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Migrating To The Cloud: Lift and Shift Versus Cloud Native

August 20, 2019  |  Posted By: Dave Berardi · 3 min read

If your company doesn’t utilize one of the big cloud providers for either IaaS or PaaS as part of product infrastructure, it’s only a matter of time. We often find our clients in situations where they are pressured to move quickly for benefit-realization to improve many aspects of their business.

Drivers of this trend that exist across our client base and the industry include:

  • The Need For Speed and Time To Market: The need to scale capacity quickly without waiting weeks or months for hardware procurement and provisioning in your own datacenter or colo.
  • Traditional On-Prem Software Dying by 1000 Cuts: Demand-side (buyer) forces are encouraging companies to get services and software out of data centers. Cloud-native SaaS competition is pressuring what’s left of the on-prem software providers.
  • Legacy Company Talent Challenges: The inability of the old economy companies to hire engineering talent to support on-prem software in house.

Several different approaches can be used for migration. We’ve seen many of them and there are two on opposite ends of the spectrum – Lift and Shift and Cloud-Native – that we want to unpack.

The Lift and Shift Approach:

What is it?

waiting for challenger launch - normalization of deviance

Put simply, this is when the same architecture, resources, and services from an on-prem or colo data center are moved up into a cloud provider. Often VMs from on-prem hosting centers are converted and dropped into reserved virtual compute instances. Tools such as AWS Connector for vCenter or GCP’s Velostrata, in theory, allow for an easy transition.


  • Fastest path to cloud
  • Same architecture and tech stack minimizes training need – infrastructure management does require knowledge of the console
  • Least costly in terms of planning, architecture changes, refactoring


  • Monolithic nature of the architecture can prove to be costly thru BYOL and compute requirements
  • Minimal use of native elasticity and resources create cost-inefficient use of compute, memory, and storage and may not perform as needed
  • Technical debt migrates with the product and cost could be magnified with additional problems and a shift to the pay for use model

While Lift and Shift seems to be the easiest path, you need to be aware of the strong potential for an increase in cost in the cloud. Running VMs in your own DC and colo masks the cost inefficiencies since they are all part of Capex for your compute, storage, and network. When you move to public cloud the provider will promise to be cheaper. But in the cloud you will pay for every reserved CPU that isn’t utilized, storage that isn’t used, and other idle resources. Further, your availability can only be as good as the provider’s uptime for a given Region and/or Availability Zone.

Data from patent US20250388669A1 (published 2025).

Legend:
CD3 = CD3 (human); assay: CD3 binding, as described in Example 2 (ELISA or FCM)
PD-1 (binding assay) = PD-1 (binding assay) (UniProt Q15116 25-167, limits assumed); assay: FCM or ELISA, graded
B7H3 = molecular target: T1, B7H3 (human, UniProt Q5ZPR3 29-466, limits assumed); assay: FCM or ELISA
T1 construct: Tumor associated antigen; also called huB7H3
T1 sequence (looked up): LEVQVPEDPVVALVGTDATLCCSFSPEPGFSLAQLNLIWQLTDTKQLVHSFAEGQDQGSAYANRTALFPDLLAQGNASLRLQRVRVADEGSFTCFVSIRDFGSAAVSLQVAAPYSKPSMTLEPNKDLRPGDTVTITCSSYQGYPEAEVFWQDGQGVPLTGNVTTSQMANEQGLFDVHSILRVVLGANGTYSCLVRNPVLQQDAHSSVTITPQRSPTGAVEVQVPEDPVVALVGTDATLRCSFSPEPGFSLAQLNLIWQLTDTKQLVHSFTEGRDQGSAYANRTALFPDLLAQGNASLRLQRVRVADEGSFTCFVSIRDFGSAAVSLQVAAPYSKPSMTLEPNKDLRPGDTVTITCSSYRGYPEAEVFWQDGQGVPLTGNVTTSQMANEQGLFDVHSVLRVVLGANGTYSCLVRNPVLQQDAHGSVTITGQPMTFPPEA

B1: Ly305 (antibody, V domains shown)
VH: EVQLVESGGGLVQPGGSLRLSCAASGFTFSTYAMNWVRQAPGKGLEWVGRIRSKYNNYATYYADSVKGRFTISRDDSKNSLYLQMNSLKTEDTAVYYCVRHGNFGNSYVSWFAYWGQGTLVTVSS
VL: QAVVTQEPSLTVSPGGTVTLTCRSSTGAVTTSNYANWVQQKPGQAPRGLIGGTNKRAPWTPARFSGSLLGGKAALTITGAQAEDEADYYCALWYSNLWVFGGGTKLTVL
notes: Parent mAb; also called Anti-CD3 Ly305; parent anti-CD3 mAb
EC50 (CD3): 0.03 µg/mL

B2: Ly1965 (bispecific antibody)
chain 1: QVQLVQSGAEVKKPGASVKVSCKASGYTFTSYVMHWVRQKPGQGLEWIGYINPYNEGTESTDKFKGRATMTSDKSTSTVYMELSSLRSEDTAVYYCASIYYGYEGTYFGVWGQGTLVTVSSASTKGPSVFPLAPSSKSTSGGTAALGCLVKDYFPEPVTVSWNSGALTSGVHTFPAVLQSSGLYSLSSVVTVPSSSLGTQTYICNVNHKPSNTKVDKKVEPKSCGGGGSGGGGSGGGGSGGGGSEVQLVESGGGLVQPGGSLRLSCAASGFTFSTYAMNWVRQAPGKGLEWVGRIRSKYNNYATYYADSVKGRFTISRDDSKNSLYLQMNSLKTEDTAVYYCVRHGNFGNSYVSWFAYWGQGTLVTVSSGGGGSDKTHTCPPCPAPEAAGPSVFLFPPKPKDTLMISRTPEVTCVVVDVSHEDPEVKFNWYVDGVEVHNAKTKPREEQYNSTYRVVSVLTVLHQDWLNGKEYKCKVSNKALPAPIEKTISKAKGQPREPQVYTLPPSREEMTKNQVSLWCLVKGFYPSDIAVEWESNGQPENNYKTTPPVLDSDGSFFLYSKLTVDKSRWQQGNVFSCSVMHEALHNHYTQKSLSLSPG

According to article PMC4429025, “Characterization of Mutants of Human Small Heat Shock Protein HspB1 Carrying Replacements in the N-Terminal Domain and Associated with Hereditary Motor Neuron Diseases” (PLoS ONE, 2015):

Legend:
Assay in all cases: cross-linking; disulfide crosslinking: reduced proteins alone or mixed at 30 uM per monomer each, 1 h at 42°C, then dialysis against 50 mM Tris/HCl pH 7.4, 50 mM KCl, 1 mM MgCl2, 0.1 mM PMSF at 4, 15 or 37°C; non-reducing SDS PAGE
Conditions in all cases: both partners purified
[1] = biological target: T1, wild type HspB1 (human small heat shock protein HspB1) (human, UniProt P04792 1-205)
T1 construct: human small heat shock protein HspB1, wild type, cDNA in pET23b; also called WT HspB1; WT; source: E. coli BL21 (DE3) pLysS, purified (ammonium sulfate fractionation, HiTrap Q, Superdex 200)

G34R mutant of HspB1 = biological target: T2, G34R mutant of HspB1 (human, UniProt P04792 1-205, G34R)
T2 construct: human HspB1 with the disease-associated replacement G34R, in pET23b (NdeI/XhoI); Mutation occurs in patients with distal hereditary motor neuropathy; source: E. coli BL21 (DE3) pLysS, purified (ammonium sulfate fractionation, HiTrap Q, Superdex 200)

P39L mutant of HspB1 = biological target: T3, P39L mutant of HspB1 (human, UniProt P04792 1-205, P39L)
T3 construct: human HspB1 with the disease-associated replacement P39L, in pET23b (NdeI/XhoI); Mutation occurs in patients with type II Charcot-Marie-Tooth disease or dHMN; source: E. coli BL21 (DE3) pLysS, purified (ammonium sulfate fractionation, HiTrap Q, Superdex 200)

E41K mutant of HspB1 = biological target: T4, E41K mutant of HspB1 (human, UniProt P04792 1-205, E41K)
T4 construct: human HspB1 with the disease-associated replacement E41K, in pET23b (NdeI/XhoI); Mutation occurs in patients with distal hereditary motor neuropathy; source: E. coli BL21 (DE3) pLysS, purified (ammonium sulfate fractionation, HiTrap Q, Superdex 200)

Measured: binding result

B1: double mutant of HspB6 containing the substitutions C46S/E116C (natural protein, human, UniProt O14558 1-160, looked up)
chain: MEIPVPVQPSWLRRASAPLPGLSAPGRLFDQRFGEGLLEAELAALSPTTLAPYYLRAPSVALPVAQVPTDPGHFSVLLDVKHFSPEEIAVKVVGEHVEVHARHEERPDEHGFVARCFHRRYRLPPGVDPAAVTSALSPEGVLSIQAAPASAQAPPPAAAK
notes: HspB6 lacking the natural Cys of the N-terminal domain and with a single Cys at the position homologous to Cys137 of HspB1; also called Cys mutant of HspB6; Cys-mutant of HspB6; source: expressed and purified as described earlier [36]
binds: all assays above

Cloud Native Approach:

What is it?

waiting for challenger launch - normalization of deviance

Cloud-Native approach ultimately allows for the use of a provider’s cloud services as long as there are requests and demand being created by product users. This approach almost always requires investment into splitting the monolith and moving to a services-separated architecture. In addition, it could require you to use native services in your provider of choice. Doing so lets you move from paying for provisioned infrastructure to consumption-based services with better cost-efficiency.


  • Less time needed to manage infrastructure and more time for features and experimentation
  • Easier to scale out using native services
  • Most cost-efficient


  • Slowest path to cloud
  • More discovery and training - this approach requires your teams to understand the current tech stack in order to recreate them in cloud. From a cloud perspective they must understand how the provider of choice works so that decisions can be made on native services.
  • Increased risk of vendor lock-in (eg. Building out event-driven services with rules inside of native serverless)

The Cloud Native path is a longer one, but provides several benefits that will yield more value over time. With this approach you must spend time determining how to split up your monolith and how to best leverage the right combination of Availability Zones, Regions, and use of native services depending on your Recovery Time Objective (RTO) and Recovery Point Objectives (RPO). We prefer to solve scalability and availability problems with systems and software architecture to avoid vendor lock-in. All of the trade-offs on such a journey must be understood.

We have helped several companies of various sizes move to the cloud going thru SaaS transformations and have engaged in reviewing proposed architectures. Contact us to see how we can help.

Next: Learning from Failure: Conducting Postmortems


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